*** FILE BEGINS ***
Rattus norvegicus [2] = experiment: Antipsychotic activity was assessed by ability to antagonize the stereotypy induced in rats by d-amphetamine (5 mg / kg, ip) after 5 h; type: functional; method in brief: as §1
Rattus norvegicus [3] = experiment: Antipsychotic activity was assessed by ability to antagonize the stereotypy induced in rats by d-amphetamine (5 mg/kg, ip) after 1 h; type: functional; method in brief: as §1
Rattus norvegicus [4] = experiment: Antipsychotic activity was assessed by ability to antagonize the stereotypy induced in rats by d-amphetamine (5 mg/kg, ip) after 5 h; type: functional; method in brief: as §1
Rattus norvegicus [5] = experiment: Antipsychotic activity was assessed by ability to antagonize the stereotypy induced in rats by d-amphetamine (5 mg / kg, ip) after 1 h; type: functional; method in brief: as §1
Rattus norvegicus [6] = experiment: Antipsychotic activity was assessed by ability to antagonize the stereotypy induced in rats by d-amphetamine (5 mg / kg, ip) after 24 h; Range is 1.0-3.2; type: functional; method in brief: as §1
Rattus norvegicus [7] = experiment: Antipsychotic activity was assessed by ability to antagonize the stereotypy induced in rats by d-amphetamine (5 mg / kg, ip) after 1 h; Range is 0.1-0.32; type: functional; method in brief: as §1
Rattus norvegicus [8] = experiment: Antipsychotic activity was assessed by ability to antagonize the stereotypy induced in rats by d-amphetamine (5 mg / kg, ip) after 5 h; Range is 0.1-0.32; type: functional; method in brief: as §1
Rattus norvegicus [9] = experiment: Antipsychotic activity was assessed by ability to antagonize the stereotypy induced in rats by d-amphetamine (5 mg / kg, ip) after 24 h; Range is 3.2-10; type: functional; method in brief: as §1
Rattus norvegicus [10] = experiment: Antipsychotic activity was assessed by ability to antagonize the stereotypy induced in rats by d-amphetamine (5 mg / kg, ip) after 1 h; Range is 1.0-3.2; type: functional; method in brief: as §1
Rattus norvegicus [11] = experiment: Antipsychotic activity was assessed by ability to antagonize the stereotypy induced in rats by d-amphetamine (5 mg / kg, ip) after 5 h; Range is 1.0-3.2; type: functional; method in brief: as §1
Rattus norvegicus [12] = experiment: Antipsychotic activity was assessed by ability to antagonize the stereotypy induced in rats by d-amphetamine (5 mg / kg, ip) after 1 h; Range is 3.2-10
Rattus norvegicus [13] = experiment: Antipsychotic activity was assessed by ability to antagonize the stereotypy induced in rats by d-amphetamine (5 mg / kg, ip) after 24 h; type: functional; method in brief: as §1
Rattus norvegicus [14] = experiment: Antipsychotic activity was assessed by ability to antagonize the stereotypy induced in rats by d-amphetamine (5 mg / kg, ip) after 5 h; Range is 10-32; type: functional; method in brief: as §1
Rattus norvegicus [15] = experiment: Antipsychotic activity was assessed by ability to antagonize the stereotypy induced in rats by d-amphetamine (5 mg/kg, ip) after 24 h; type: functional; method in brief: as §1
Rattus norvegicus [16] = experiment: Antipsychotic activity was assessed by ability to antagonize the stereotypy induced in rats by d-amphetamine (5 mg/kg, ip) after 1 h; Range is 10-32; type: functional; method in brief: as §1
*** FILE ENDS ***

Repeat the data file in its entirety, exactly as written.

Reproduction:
Rattus norvegicus [2] = experiment: Antipsychotic activity was assessed by ability to antagonize the stereotypy induced in rats by d-amphetamine (5 mg / kg, ip) after 5 h; type: functional; method in brief: as §1
Rattus norvegicus [3] = experiment: Antipsychotic activity was assessed by ability to antagonize the stereotypy induced in rats by d-amphetamine (5 mg/kg, ip) after 1 h; type: functional; method in brief: as §1
Rattus norvegicus [4] = experiment: Antipsychotic activity was assessed by ability to antagonize the stereotypy induced in rats by d-amphetamine (5 mg/kg, ip) after 5 h; type: functional; method in brief: as §1
Rattus norvegicus [5] = experiment: Antipsychotic activity was assessed by ability to antagonize the stereotypy induced in rats by d-amphetamine (5 mg / kg, ip) after 1 h; type: functional; method in brief: as §1
Rattus norvegicus [6] = experiment: Antipsychotic activity was assessed by ability to antagonize the stereotypy induced in rats by d-amphetamine (5 mg / kg, ip) after 24 h; Range is 1.0-3.2; type: functional; method in brief: as §1
Rattus norvegicus [7] = experiment: Antipsychotic activity was assessed by ability to antagonize the stereotypy induced in rats by d-amphetamine (5 mg / kg, ip) after 1 h; Range is 0.1-0.32; type: functional; method in brief: as §1
Rattus norvegicus [8] = experiment: Antipsychotic activity was assessed by ability to antagonize the stereotypy induced in rats by d-amphetamine (5 mg / kg, ip) after 5 h; Range is 0.1-0.32; type: functional; method in brief: as §1
Rattus norvegicus [9] = experiment: Antipsychotic activity was assessed by ability to antagonize the stereotypy induced in rats by d-amphetamine (5 mg / kg, ip) after 24 h; Range is 3.2-10; type: functional; method in brief: as §1
Rattus norvegicus [10] = experiment: Antipsychotic activity was assessed by ability to antagonize the stereotypy induced in rats by d-amphetamine (5 mg / kg, ip) after 1 h; Range is 1.0-3.2; type: functional; method in brief: as §1
Rattus norvegicus [11] = experiment: Antipsychotic activity was assessed by ability to antagonize the stereotypy induced in rats by d-amphetamine (5 mg / kg, ip) after 5 h; Range is 1.0-3.2; type: functional; method in brief: as §1
Rattus norvegicus [12] = experiment: Antipsychotic activity was assessed by ability to antagonize the stereotypy induced in rats by d-amphetamine (5 mg / kg, ip) after 1 h; Range is 3.2-10
Rattus norvegicus [13] = experiment: Antipsychotic activity was assessed by ability to antagonize the stereotypy induced in rats by d-amphetamine (5 mg / kg, ip) after 24 h; type: functional; method in brief: as §1
Rattus norvegicus [14] = experiment: Antipsychotic activity was assessed by ability to antagonize the stereotypy induced in rats by d-amphetamine (5 mg / kg, ip) after 5 h; Range is 10-32; type: functional; method in brief: as §1
Rattus norvegicus [15] = experiment: Antipsychotic activity was assessed by ability to antagonize the stereotypy induced in rats by d-amphetamine (5 mg/kg, ip) after 24 h; type: functional; method in brief: as §1
Rattus norvegicus [16] = experiment: Antipsychotic activity was assessed by ability to antagonize the stereotypy induced in rats by d-amphetamine (5 mg/kg, ip) after 1 h; Range is 10-32; type: functional; method in brief: as §1